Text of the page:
Series: Bright Young Things #2
Genre: YA Historical
Released: September 20th 2011
by Harper Collins
It’s the last summer of the Jazz Age and the Bright Young Things of New York are revelling in beautiful days and glittering nights.Letty Larkspur has shaken off her smalltown origins and is set to chase her broadway dream no matter what the cost.Gordelia Grey is reeling from the tragedy that’s befallen her new-found family but she won’t let it hold her back.Astrid Donal is leading a dazzling life but her liasion with a gangster could threaten everything she holds dear.
I was quite impressed with the first book of this series and as soon as this one came out, I just had to buy it straight away! But, like most books that I buy, this went straight on my shelf and became a bit dusty and had to wait until I’d finished another book that I was reading (which took me quite some time). Since the cover model of Bright Young Things was Astrid, I’m assuming that this is Cordelia from the images on Anna Godbersen’s website. The love the cover, mainly because the dress is incredibly pretty and I wish I could look like the model (in my dreams).
I liked this book a lot more than the first. The characters were a lot more well rounded; some of them becoming even more shallow *cough*Astrid*cough*. In this book, I was routing for Letty most of the time, rather than Cordelia or Astrid as they already have what they wanted and Letty has to work her way up to the top.
I felt that the plot of this book was a bit slower than the first, but somewhat more daring (if that makes sense). I liked how the characters were placed in situations that they wouldn’t have dreamed would happen to them, especially towards the end. There was more of a danger feel to this book, which I really liked. I love it when a book has me on edge.
As I’d said, I was routing for Letty all the way through this book, mainly because I was able to connect with her and know how she felt. I felt that she was the most dimensional of all the characters and the most relatable as there are people who are like Letty. I loved how innocent she can be, it made her really cute.
I didn’t think it would be possible, but Astrid became even more shallow in this book. And there is nothing that turns me off a character more than being shallow. The fact that she purposely does things behind Charlie’s back in an attempt to get back at him really didn’t impress me. However, I liked that she holds her friends near to her heart even though she is desperate for Charlie’s attention.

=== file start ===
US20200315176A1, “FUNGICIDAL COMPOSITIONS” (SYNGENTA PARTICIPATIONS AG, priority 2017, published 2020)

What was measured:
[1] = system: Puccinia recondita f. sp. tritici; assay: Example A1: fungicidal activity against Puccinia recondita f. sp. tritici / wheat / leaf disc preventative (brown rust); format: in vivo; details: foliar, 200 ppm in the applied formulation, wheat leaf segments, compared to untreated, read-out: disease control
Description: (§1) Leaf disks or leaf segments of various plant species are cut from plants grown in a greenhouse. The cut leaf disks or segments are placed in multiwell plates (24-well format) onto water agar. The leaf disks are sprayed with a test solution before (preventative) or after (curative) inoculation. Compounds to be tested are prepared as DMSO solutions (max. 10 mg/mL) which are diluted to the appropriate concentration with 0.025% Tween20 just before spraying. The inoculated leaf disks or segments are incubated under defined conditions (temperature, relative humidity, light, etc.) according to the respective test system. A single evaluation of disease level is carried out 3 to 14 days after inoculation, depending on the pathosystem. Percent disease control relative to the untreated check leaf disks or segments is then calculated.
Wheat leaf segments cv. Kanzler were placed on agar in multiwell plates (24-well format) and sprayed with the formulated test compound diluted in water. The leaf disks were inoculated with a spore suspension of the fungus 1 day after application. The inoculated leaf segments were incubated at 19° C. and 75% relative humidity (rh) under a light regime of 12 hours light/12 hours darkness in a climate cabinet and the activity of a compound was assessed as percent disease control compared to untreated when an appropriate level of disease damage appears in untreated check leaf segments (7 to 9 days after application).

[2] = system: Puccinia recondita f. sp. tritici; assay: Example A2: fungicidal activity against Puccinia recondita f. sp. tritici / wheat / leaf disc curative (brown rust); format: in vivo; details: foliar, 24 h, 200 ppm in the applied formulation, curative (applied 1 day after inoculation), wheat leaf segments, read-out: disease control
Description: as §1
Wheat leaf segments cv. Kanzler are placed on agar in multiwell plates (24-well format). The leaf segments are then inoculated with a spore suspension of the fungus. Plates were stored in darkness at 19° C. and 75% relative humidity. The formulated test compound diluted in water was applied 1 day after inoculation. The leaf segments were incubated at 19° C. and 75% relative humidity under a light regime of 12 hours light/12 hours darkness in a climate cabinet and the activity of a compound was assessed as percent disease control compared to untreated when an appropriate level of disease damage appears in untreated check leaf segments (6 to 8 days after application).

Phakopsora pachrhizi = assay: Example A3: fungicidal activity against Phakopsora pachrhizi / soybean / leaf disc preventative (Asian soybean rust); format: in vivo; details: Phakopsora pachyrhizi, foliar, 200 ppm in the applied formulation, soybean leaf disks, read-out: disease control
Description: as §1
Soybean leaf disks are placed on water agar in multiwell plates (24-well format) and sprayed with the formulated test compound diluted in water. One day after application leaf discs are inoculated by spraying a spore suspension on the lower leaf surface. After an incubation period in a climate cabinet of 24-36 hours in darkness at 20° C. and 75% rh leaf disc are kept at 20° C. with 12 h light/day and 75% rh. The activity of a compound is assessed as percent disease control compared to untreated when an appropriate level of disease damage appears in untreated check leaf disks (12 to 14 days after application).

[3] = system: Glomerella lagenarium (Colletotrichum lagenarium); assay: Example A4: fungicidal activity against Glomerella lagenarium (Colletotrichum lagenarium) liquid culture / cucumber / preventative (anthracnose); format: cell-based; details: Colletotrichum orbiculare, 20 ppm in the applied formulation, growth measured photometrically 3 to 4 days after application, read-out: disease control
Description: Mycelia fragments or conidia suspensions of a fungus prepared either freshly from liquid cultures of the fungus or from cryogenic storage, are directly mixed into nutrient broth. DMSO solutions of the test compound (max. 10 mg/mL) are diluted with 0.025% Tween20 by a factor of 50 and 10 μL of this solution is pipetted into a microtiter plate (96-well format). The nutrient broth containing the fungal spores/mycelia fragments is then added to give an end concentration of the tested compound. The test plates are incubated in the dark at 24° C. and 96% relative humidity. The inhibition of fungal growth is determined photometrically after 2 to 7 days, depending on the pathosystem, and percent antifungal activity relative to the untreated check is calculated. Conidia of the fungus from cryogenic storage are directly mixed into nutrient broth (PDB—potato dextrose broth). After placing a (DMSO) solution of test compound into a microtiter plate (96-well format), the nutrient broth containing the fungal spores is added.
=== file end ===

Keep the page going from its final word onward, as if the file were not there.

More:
If I had to pick one character that I detested; it would be Charlie. His relationship with Astrid, to me, was incredibly reminiscent of Sammi and Ronnie from Jersey Shore. He tells her to do something, she doesn’t do it. He yells at her, she yells back. They break up, they get back together and everything happens all over again. Their relationship was so on-again-off-again that I ended up not wanting them to get back together at all.
Something that felt incredibly awkward to me was the subject of sex and how it is discussed. I read a lot of books that have sex in and never usually feel uncomfortable, but the way it was handled and talked about by characters was so awkward it nearly made me laugh. The fact that the words “sex”, “intercourse” or even “love-making” weren’t used made it even more of an innuendo.
I was incredibly relieved that there was no sight of “little gem of a mouth”. That description was used so much in Bright Young Things that I began to see it as a cliché and thankfully it wasn’t used at all here. However, the many many many descriptions of clothes bothered me a bit mainly because I don’t really care about what characters are wearing (I’ve established this feeling from the many bad fan-fictions I’ve read) and how they flatter their bodies or the way they move, I want to know what is happening to the characters and the world around them.
Overall, despite the minor setbacks, I really enjoyed this book. It was a nice refreshing read (compared to a lot of books I’ve been reading recently) and kind of made me realise that I should read more books like this. Not many of the characters are relatable, but there are certainly likeable.